We'll call her Suzannah. It's not her real name, but then she could be any of a number of similar young women who have gotten into my cab.
She is, and they are, sex workers in the "WebCam" area of the industry. For them it's an economic last resort, a life-saver.
Suzannah's trying to overcome addiction and a stubborn prison record. At 38, life, it seems, is tougher outside prison walls than in.
"I'm not against having to pay my dues for what I was doing wrong," she says. "Whatever I was doing wrong was against the law. Plain and simple."
Over the course of our time together, she'll make it clear that she accepts the state's version of her own criminality, and with having spent eight years in a Colorado prison for possession of methamphetamine.
"I'm square with the state," she says. "I went and did my time."
I've found that people who've been through the Colorado prison system often speak as if they'd written a book on the subject. Their thoughts are organized in a business-like way around times, dates and decisions, with a self-contained, controlled lack of emotion.
But on this short trip "home," to a basement apartment she shares with a friend, Suzannah won't be too clinical, because the past is not really the past. Another possession case against her is coming up in February. She faces a 16-year term this time if she can't find a good attorney. She declines to get into the details about this one, as it's pending, but hints at a setup.
There are many reasons, of course, why Suzannah doesn't want to return to prison. One of them that she mentions in our time together: More time there will bring more Ritalin, which she says was given to her while incarcerated. She'd prefer not to take any drugs, she says, as she's in rehab now.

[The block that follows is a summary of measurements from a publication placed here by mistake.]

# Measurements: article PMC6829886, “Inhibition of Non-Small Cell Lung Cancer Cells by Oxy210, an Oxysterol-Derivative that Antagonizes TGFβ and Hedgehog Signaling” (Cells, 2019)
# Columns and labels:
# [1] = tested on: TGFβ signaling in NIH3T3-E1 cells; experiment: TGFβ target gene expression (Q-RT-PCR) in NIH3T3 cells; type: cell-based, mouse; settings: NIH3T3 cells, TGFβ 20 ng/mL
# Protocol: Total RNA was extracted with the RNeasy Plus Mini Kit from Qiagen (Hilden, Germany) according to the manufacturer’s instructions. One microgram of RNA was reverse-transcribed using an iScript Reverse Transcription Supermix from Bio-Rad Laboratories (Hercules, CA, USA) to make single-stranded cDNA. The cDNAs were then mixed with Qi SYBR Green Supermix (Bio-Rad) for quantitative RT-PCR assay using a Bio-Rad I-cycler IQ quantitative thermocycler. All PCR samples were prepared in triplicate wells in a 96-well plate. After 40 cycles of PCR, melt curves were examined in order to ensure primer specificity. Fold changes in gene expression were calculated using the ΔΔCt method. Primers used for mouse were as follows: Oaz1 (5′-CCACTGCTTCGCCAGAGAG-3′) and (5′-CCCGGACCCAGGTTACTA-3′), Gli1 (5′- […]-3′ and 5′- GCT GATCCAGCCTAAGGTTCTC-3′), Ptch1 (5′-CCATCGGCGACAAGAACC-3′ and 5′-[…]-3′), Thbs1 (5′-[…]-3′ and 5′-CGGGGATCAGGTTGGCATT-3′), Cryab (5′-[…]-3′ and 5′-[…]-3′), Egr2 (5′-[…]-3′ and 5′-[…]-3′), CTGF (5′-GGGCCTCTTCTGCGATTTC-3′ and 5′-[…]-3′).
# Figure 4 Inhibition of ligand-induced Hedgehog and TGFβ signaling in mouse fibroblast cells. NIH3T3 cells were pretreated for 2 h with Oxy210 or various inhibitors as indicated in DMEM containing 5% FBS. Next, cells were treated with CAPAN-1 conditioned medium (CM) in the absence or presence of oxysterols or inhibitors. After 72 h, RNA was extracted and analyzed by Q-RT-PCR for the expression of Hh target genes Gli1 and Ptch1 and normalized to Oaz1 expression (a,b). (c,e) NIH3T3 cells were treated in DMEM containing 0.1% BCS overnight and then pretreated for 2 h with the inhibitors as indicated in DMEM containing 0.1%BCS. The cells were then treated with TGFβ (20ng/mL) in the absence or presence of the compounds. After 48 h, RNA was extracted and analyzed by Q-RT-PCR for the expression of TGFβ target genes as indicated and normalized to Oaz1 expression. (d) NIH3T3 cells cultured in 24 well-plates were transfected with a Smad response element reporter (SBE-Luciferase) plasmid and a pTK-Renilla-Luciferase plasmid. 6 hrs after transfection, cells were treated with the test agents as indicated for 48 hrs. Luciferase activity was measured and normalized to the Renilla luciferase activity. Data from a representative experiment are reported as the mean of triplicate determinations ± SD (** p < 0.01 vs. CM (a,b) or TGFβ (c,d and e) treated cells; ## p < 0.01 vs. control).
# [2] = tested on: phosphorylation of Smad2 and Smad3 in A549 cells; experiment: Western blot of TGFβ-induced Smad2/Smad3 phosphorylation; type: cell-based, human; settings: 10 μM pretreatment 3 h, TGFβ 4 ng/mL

Like many other single women in Colorado Springs who are navigating hard times, Suzannah says she's making all kinds of efforts to improve her lot and step on the playing field. She can reel off a dozen job search websites she's tried, and plenty of companies to which she's applied. She has an attractive Facebook page to support her applications, and good employer recommendations on hand.
But, she says, "Nobody wants to lease to a felon." Or, apparently, hire one.
The "Have you ever been convicted of a felony? Yes or No" question on most job applications eliminates Suzannah, and many like her, from consideration instantly. They're shut out of convenience stores, telemarketing companies, you name it.
"Every day," she says, "I'm still punished."
So what she and others sometimes do in these circumstances is set up a web connection in the "skin industry." Thus a simple computer, that same instrument of hope and economic betterment we can't live without each day, becomes an aid to put-food-on-the-table porn.
It must be acknowledged, too, that Suzannah makes a strong candidate for this line of work. She's kept a sleek, graceful figure, developed as a dancer for 15 years. She knows how to attract and hold attention without distancing those around her; soon after we take our conversation into her small, clean and warmly furnished apartment, her housemate enters, and despite our never having met, Suzannah makes both of us feel comfortable.
We talk about a variety of topics — politics, TV, books — but mostly about her current situation. At some point, she explains, the phone will ring and it will be time for her to go into the bedroom, close the door, and turn on the Hewlett-Packard. Time that could be devoted to more job-searching will go to paid masturbation. A client will appear on the screen, and for $7.99 per minute Suzannah will do as she's told, and as the client wishes, wherever he or she might be.
Her earnings amount to a small percentage of the total charges. They're immediately calculated and entered into her account by an employer she never sees or talks to. It's all done online.
The phone rings. Before I find out who it is, I figure it's time to leave.